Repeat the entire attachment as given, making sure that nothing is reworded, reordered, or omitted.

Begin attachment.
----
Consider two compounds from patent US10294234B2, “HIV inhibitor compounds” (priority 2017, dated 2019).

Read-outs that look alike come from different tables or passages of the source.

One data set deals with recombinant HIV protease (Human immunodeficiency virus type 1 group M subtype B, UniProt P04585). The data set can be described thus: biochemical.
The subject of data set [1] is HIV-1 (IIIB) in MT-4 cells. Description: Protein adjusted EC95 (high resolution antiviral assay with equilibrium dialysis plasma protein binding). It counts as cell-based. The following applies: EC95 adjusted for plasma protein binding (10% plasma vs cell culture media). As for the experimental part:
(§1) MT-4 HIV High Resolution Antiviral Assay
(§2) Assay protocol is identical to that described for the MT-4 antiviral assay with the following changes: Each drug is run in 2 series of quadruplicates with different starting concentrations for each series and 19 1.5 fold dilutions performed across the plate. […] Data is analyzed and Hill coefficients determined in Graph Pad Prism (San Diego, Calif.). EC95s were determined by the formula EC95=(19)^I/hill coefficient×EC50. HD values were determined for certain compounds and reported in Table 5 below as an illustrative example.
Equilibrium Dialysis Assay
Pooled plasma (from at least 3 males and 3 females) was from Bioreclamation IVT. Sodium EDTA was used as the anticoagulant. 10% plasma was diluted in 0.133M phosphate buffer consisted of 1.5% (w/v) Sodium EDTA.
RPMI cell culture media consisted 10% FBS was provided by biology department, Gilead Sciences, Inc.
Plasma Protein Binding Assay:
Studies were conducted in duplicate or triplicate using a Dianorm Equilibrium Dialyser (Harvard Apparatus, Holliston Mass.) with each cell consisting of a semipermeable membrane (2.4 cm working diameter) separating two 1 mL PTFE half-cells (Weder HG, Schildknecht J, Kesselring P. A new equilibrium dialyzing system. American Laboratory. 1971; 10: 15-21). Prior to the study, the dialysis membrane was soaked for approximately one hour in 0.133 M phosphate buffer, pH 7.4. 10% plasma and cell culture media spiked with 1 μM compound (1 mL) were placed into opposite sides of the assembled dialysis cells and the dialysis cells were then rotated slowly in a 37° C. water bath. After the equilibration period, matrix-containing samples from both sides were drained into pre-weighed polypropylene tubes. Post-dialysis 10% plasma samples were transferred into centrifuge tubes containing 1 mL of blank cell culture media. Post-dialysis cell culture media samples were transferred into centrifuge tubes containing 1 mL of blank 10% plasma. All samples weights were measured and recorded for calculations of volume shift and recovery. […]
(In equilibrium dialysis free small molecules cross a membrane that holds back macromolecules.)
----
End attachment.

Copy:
Consider two compounds from patent US10294234B2, “HIV inhibitor compounds” (priority 2017, dated 2019).

Read-outs that look alike come from different tables or passages of the source.

One data set deals with recombinant HIV protease (Human immunodeficiency virus type 1 group M subtype B, UniProt P04585). The data set can be described thus: biochemical.
The subject of data set [1] is HIV-1 (IIIB) in MT-4 cells. Description: Protein adjusted EC95 (high resolution antiviral assay with equilibrium dialysis plasma protein binding). It counts as cell-based. The following applies: EC95 adjusted for plasma protein binding (10% plasma vs cell culture media). As for the experimental part:
(§1) MT-4 HIV High Resolution Antiviral Assay
(§2) Assay protocol is identical to that described for the MT-4 antiviral assay with the following changes: Each drug is run in 2 series of quadruplicates with different starting concentrations for each series and 19 1.5 fold dilutions performed across the plate. […] Data is analyzed and Hill coefficients determined in Graph Pad Prism (San Diego, Calif.). EC95s were determined by the formula EC95=(19)^I/hill coefficient×EC50. HD values were determined for certain compounds and reported in Table 5 below as an illustrative example.
Equilibrium Dialysis Assay
Pooled plasma (from at least 3 males and 3 females) was from Bioreclamation IVT. Sodium EDTA was used as the anticoagulant. 10% plasma was diluted in 0.133M phosphate buffer consisted of 1.5% (w/v) Sodium EDTA.
RPMI cell culture media consisted 10% FBS was provided by biology department, Gilead Sciences, Inc.
Plasma Protein Binding Assay:
Studies were conducted in duplicate or triplicate using a Dianorm Equilibrium Dialyser (Harvard Apparatus, Holliston Mass.) with each cell consisting of a semipermeable membrane (2.4 cm working diameter) separating two 1 mL PTFE half-cells (Weder HG, Schildknecht J, Kesselring P. A new equilibrium dialyzing system. American Laboratory. 1971; 10: 15-21). Prior to the study, the dialysis membrane was soaked for approximately one hour in 0.133 M phosphate buffer, pH 7.4. 10% plasma and cell culture media spiked with 1 μM compound (1 mL) were placed into opposite sides of the assembled dialysis cells and the dialysis cells were then rotated slowly in a 37° C. water bath. After the equilibration period, matrix-containing samples from both sides were drained into pre-weighed polypropylene tubes. Post-dialysis 10% plasma samples were transferred into centrifuge tubes containing 1 mL of blank cell culture media. Post-dialysis cell culture media samples were transferred into centrifuge tubes containing 1 mL of blank 10% plasma. All samples weights were measured and recorded for calculations of volume shift and recovery. […]
(In equilibrium dialysis free small molecules cross a membrane that holds back macromolecules.)